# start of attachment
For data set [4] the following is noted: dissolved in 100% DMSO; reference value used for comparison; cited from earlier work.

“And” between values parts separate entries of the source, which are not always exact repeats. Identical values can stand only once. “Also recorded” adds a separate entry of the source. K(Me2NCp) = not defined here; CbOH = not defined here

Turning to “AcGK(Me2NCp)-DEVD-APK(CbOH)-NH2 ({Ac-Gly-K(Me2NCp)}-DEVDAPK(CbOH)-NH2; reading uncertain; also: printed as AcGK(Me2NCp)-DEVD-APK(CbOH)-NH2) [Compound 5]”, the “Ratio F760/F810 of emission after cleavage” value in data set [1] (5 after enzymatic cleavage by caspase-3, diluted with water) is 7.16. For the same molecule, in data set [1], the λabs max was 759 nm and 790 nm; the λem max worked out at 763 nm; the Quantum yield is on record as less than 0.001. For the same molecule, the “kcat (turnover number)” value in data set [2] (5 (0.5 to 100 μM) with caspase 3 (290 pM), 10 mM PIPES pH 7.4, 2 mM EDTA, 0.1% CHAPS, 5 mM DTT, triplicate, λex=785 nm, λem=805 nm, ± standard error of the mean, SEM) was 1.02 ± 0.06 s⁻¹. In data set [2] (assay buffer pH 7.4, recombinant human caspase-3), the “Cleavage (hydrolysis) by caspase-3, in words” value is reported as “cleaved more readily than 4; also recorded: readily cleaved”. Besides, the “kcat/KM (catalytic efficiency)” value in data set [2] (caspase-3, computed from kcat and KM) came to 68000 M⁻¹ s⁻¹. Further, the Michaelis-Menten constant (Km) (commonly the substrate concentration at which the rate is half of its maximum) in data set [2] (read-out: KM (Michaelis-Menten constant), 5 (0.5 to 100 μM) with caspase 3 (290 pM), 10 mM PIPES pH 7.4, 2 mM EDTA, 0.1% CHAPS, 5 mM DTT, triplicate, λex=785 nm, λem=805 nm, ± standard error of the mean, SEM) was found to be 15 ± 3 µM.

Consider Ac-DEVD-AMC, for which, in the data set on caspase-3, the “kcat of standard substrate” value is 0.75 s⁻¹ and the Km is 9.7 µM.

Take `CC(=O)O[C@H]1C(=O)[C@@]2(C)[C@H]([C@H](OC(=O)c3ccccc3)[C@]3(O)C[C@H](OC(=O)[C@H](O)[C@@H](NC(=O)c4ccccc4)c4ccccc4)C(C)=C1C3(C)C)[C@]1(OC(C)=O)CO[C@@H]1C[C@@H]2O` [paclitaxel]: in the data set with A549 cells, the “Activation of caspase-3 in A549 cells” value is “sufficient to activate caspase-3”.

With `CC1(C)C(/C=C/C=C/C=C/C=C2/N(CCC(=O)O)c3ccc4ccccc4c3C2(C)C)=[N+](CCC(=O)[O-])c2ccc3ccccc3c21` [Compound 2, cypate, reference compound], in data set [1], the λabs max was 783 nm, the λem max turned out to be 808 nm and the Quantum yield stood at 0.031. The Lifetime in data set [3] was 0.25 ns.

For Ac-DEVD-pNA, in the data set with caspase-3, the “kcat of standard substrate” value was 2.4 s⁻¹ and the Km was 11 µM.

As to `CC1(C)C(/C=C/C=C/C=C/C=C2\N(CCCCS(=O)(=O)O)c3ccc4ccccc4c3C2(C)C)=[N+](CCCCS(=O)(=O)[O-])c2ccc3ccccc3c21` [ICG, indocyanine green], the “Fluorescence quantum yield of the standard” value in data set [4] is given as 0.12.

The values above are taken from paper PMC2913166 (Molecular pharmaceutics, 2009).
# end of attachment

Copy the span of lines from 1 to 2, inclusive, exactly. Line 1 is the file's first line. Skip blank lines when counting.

For data set [4] the following is noted: dissolved in 100% DMSO; reference value used for comparison; cited from earlier work.

“And” between values parts separate entries of the source, which are not always exact repeats. Identical values can stand only once. “Also recorded” adds a separate entry of the source. K(Me2NCp) = not defined here; CbOH = not defined here